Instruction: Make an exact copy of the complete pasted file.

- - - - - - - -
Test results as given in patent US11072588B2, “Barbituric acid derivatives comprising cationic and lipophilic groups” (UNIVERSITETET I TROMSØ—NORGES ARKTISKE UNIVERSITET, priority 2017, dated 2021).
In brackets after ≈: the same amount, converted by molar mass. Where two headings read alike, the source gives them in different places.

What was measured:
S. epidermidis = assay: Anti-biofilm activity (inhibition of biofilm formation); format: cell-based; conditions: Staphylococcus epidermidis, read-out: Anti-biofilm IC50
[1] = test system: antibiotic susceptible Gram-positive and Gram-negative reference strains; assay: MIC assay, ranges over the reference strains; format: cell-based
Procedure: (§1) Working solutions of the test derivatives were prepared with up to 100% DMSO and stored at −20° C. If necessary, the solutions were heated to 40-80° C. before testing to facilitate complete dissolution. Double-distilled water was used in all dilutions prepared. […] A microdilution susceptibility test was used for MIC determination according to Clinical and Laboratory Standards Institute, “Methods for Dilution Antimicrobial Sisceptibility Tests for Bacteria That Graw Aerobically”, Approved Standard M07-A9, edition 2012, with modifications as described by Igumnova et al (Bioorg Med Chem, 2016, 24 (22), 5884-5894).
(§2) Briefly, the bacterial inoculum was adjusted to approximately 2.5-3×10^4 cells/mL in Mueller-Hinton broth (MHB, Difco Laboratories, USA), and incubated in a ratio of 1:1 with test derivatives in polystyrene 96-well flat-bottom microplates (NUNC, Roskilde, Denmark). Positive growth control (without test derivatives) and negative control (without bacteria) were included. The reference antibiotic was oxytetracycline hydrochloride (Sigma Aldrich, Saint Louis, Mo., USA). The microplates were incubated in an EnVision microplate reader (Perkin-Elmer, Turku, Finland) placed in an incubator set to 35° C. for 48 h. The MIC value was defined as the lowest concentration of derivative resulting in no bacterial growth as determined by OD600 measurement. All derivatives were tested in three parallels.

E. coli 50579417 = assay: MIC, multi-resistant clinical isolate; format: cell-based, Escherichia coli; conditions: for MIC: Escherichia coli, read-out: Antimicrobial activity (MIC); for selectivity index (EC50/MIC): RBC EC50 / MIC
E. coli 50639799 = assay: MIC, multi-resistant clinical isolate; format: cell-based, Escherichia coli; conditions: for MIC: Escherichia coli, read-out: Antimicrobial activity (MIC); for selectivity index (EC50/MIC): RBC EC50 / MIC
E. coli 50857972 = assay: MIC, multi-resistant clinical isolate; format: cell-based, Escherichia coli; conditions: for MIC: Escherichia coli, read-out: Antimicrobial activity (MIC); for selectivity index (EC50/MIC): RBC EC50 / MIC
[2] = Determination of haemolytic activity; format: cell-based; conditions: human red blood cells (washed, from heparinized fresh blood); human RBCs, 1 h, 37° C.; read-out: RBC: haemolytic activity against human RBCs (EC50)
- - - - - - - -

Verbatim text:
Test results as given in patent US11072588B2, “Barbituric acid derivatives comprising cationic and lipophilic groups” (UNIVERSITETET I TROMSØ—NORGES ARKTISKE UNIVERSITET, priority 2017, dated 2021).
In brackets after ≈: the same amount, converted by molar mass. Where two headings read alike, the source gives them in different places.

What was measured:
S. epidermidis = assay: Anti-biofilm activity (inhibition of biofilm formation); format: cell-based; conditions: Staphylococcus epidermidis, read-out: Anti-biofilm IC50
[1] = test system: antibiotic susceptible Gram-positive and Gram-negative reference strains; assay: MIC assay, ranges over the reference strains; format: cell-based
Procedure: (§1) Working solutions of the test derivatives were prepared with up to 100% DMSO and stored at −20° C. If necessary, the solutions were heated to 40-80° C. before testing to facilitate complete dissolution. Double-distilled water was used in all dilutions prepared. […] A microdilution susceptibility test was used for MIC determination according to Clinical and Laboratory Standards Institute, “Methods for Dilution Antimicrobial Sisceptibility Tests for Bacteria That Graw Aerobically”, Approved Standard M07-A9, edition 2012, with modifications as described by Igumnova et al (Bioorg Med Chem, 2016, 24 (22), 5884-5894).
(§2) Briefly, the bacterial inoculum was adjusted to approximately 2.5-3×10^4 cells/mL in Mueller-Hinton broth (MHB, Difco Laboratories, USA), and incubated in a ratio of 1:1 with test derivatives in polystyrene 96-well flat-bottom microplates (NUNC, Roskilde, Denmark). Positive growth control (without test derivatives) and negative control (without bacteria) were included. The reference antibiotic was oxytetracycline hydrochloride (Sigma Aldrich, Saint Louis, Mo., USA). The microplates were incubated in an EnVision microplate reader (Perkin-Elmer, Turku, Finland) placed in an incubator set to 35° C. for 48 h. The MIC value was defined as the lowest concentration of derivative resulting in no bacterial growth as determined by OD600 measurement. All derivatives were tested in three parallels.

E. coli 50579417 = assay: MIC, multi-resistant clinical isolate; format: cell-based, Escherichia coli; conditions: for MIC: Escherichia coli, read-out: Antimicrobial activity (MIC); for selectivity index (EC50/MIC): RBC EC50 / MIC
E. coli 50639799 = assay: MIC, multi-resistant clinical isolate; format: cell-based, Escherichia coli; conditions: for MIC: Escherichia coli, read-out: Antimicrobial activity (MIC); for selectivity index (EC50/MIC): RBC EC50 / MIC
E. coli 50857972 = assay: MIC, multi-resistant clinical isolate; format: cell-based, Escherichia coli; conditions: for MIC: Escherichia coli, read-out: Antimicrobial activity (MIC); for selectivity index (EC50/MIC): RBC EC50 / MIC
[2] = Determination of haemolytic activity; format: cell-based; conditions: human red blood cells (washed, from heparinized fresh blood); human RBCs, 1 h, 37° C.; read-out: RBC: haemolytic activity against human RBCs (EC50)